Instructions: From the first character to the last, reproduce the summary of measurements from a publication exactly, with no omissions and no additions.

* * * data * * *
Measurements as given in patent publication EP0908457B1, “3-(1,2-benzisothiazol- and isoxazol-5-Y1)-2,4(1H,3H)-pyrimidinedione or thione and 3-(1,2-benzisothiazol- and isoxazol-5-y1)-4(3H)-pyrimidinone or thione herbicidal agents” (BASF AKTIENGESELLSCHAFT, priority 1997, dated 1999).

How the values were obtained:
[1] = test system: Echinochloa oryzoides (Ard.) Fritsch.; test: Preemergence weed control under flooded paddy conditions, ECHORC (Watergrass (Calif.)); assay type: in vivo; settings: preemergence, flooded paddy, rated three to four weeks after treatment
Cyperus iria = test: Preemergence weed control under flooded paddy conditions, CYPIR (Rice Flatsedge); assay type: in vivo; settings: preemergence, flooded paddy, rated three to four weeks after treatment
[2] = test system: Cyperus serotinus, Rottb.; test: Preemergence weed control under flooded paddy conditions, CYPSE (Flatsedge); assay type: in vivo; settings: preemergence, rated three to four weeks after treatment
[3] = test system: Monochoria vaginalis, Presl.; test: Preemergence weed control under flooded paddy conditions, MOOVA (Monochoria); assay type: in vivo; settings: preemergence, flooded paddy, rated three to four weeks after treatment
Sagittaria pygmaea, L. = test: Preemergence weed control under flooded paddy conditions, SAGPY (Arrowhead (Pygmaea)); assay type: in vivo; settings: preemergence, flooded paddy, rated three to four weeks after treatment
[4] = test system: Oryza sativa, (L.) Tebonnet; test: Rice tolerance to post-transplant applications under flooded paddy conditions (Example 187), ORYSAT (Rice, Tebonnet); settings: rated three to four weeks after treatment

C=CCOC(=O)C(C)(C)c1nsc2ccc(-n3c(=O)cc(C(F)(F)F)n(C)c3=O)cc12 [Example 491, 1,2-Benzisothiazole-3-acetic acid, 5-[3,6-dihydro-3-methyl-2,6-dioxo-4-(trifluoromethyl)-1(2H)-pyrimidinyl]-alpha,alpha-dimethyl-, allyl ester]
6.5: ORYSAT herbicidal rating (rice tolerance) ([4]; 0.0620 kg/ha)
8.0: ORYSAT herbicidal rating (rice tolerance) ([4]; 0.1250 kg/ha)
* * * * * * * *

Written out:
Measurements as given in patent publication EP0908457B1, “3-(1,2-benzisothiazol- and isoxazol-5-Y1)-2,4(1H,3H)-pyrimidinedione or thione and 3-(1,2-benzisothiazol- and isoxazol-5-y1)-4(3H)-pyrimidinone or thione herbicidal agents” (BASF AKTIENGESELLSCHAFT, priority 1997, dated 1999).

How the values were obtained:
[1] = test system: Echinochloa oryzoides (Ard.) Fritsch.; test: Preemergence weed control under flooded paddy conditions, ECHORC (Watergrass (Calif.)); assay type: in vivo; settings: preemergence, flooded paddy, rated three to four weeks after treatment
Cyperus iria = test: Preemergence weed control under flooded paddy conditions, CYPIR (Rice Flatsedge); assay type: in vivo; settings: preemergence, flooded paddy, rated three to four weeks after treatment
[2] = test system: Cyperus serotinus, Rottb.; test: Preemergence weed control under flooded paddy conditions, CYPSE (Flatsedge); assay type: in vivo; settings: preemergence, rated three to four weeks after treatment
[3] = test system: Monochoria vaginalis, Presl.; test: Preemergence weed control under flooded paddy conditions, MOOVA (Monochoria); assay type: in vivo; settings: preemergence, flooded paddy, rated three to four weeks after treatment
Sagittaria pygmaea, L. = test: Preemergence weed control under flooded paddy conditions, SAGPY (Arrowhead (Pygmaea)); assay type: in vivo; settings: preemergence, flooded paddy, rated three to four weeks after treatment
[4] = test system: Oryza sativa, (L.) Tebonnet; test: Rice tolerance to post-transplant applications under flooded paddy conditions (Example 187), ORYSAT (Rice, Tebonnet); settings: rated three to four weeks after treatment

C=CCOC(=O)C(C)(C)c1nsc2ccc(-n3c(=O)cc(C(F)(F)F)n(C)c3=O)cc12 [Example 491, 1,2-Benzisothiazole-3-acetic acid, 5-[3,6-dihydro-3-methyl-2,6-dioxo-4-(trifluoromethyl)-1(2H)-pyrimidinyl]-alpha,alpha-dimethyl-, allyl ester]
6.5: ORYSAT herbicidal rating (rice tolerance) ([4]; 0.0620 kg/ha)
8.0: ORYSAT herbicidal rating (rice tolerance) ([4]; 0.1250 kg/ha)